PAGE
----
Does a desperate SCO have a leg to stand on? Is a conniving Microsoft really behind The SCO Group? Is Linux headed for a deep freeze? Those were among the questions being hurled about last week as angry users and industry observers reacted to the latest salvos fired against operating system upstart Linux.
Stories by Patricia Keefe
Kicking up the debate on the future of IT another notch is Nicholas Carr’s sure-to-be-controversial contention in this month’s Harvard Business Review that the pervasiveness of IT will soon make it strategically irrelevant. Summing up his position is the article’s headline: “IT Doesn’t Matter”.
The IT profession, from code jockeys to the executive suite, is undergoing a sea change. The existence of everything IT, from job categories to entire departments, is up for reassessment — and maybe even headed for redundancy.
Kicking up the debate on the future of IT another notch is Nicholas G. Carr's sure-to-be-controversial contention in this month's Harvard Business Review that the pervasiveness of IT will soon make it strategically irrelevant. Summing up his position is the article's headline: "IT Doesn't Matter."
At last, we are starting to see shareholders with backbone and more than a modicum of common sense. Recently, Hewlett-Packard Co. shareholders passed a nonbinding recommendation asking the company's directors to obtain stockholder approval of large executive severance packages. HP's management, which had lobbied hard against the proposal, issued a terse statement saying that it would "duly consider" the recommendation.
My high school journalism teacher surprised us one day with a visit from the head of Boston's Associated Press bureau. The lesson we learned that day should be taught to every CIO on the planet.
We leaned forward excitedly in our chairs, fully expecting an inside look at murders, drug busts and political scandals. But instead of regaling us with war stories, he lectured a startled audience on Finance 101.
Considering the rate at which virus attacks are increasing and the speed with which they can wreak havoc throughout an organization, causing billions of dollars in damage, it's surprising (and distressing) to consider that there's no standardized alert system. Stranger still is that it's taken until now for someone to speak up about it.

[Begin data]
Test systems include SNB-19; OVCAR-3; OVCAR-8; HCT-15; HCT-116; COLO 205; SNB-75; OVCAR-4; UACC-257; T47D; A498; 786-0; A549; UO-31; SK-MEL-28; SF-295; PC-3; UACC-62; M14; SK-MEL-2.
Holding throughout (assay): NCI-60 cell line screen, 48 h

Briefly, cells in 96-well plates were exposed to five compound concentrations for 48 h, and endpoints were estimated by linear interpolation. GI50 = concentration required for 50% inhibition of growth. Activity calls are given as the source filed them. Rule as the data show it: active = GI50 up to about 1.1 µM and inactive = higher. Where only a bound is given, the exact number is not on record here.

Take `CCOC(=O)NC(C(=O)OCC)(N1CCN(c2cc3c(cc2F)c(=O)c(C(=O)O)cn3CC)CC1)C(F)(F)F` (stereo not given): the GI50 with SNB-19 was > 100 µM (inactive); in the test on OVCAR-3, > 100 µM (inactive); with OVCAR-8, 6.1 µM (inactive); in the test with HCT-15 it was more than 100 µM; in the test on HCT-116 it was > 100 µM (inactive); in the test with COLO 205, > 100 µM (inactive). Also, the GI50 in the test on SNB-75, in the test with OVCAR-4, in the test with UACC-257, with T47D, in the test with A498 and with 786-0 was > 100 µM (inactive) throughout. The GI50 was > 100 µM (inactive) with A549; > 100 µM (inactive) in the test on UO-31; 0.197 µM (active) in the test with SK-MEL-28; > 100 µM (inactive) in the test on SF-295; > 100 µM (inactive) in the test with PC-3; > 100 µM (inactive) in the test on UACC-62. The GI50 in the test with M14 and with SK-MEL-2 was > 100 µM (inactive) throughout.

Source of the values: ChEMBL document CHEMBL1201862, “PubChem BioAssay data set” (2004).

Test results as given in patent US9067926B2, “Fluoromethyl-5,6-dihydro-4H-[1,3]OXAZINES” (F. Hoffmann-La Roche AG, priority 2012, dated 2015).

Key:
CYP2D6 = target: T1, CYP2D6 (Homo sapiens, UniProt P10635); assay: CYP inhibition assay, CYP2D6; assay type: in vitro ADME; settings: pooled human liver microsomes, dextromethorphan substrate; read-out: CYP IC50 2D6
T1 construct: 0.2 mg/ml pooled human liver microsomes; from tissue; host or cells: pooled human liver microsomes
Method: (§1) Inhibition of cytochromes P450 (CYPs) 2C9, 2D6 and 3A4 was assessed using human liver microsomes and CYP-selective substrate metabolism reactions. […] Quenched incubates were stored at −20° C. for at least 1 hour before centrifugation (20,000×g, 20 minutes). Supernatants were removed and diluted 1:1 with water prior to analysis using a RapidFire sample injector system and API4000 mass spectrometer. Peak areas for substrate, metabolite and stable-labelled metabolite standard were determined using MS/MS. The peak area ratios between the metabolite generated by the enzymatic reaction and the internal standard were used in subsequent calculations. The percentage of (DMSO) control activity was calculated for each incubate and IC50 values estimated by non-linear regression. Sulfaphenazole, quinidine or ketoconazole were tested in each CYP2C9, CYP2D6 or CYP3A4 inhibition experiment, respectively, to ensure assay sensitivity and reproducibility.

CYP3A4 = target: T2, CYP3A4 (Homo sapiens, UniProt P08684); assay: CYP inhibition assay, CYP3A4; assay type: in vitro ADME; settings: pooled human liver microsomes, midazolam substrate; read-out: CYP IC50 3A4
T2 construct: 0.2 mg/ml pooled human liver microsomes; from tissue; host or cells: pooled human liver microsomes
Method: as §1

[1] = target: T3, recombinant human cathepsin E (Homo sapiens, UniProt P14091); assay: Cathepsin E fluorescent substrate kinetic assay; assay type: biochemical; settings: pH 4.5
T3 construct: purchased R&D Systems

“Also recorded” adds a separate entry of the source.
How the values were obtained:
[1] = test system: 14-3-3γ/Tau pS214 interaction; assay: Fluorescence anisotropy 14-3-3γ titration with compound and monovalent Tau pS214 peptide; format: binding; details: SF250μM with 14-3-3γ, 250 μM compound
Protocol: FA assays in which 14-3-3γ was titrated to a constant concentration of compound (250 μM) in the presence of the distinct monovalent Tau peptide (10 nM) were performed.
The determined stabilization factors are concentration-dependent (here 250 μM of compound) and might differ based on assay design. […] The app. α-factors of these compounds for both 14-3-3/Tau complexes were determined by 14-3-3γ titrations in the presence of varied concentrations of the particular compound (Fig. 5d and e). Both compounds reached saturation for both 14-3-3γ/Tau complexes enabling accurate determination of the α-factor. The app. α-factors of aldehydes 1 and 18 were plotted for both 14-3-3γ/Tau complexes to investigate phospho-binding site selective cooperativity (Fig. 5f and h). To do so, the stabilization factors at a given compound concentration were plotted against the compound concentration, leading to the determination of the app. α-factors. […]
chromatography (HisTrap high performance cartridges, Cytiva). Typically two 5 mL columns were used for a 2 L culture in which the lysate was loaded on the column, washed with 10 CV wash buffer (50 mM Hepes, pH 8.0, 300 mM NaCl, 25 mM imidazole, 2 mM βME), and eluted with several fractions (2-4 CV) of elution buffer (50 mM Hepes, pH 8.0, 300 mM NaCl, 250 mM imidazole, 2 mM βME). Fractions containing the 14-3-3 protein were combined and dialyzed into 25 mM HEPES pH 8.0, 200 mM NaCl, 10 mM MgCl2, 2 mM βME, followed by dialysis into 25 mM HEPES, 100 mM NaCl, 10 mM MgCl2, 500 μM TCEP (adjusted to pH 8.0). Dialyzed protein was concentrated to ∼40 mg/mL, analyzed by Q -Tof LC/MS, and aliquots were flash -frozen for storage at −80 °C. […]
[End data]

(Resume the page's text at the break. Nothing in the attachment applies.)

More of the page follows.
"What have you done for me lately?" may well be the question for 2002. Be it companies asking workers or workers asking companies, that cry hangs endlessly in the air as revenue-stressed businesses forget to care and workers struggle to remain motivated.
Well, I tried. I really did. I was willing to invest the time, twiddle my thumbs while pages loaded, fill my cart and pony up the dough. Problem is, too many online retailers still aren't willing to spend the time, and lack the common sense, necessary to get the customer experience right.
The last thing that Hewlett-Packard Co.'s Carly Fiorina and Compaq Computer Corp.'s Michael Capellas need right now is a bunch of angry users. The executive duo already have their hands full trying to mollify skeptical analysts, cautious shareholders, concerned government agencies on both sides of the Atlantic and resistant, outspoken founding families.
Now wouldn't seem to be the best time to get big ideas about projects based on bleeding-edge technology. After all, the economy is in a tailspin, and everywhere you turn, you can hear the sound of corporate wallets snapping shut.
If you're a customer of Computer Associates International Inc., whether by choice or through acquisition, and you've never paid much attention to the internal goings-on and financial statements released by the company there's no better time to start than now.
"Don't it always seem to go that you don't know what you've got 'til it's gone?" Take job security. The news is saturated with stories about shocked and angry laid-off or outsourced workers. And reader reaction to our behind-the-scenes look at what it's really like to be outsourced [Cover Story, March 5] has been equally emotional.
A Boston Globe columnist recently asked: "Is anybody really shocked anymore at how much marketers know about all of us?" Shocked? No. Appalled, yes. The columnist treats privacy like a joke, an antiquated concept in the face of technological advances. He says privacy is a nonissue, and he sees a benefit via personalization that targets his needs and saves him time.
It's an election year, and that usually means lots of huffing and puffing over content-free issues. It's also the roaring '00s, so it isn't surprising that politicians nationwide are latching onto the cyber-savvy sounding, but relatively risk-free, concept of a tax-free e-economy. Not a day goes by without some opportunistic yahoo stepping up to the mike to take the pledge.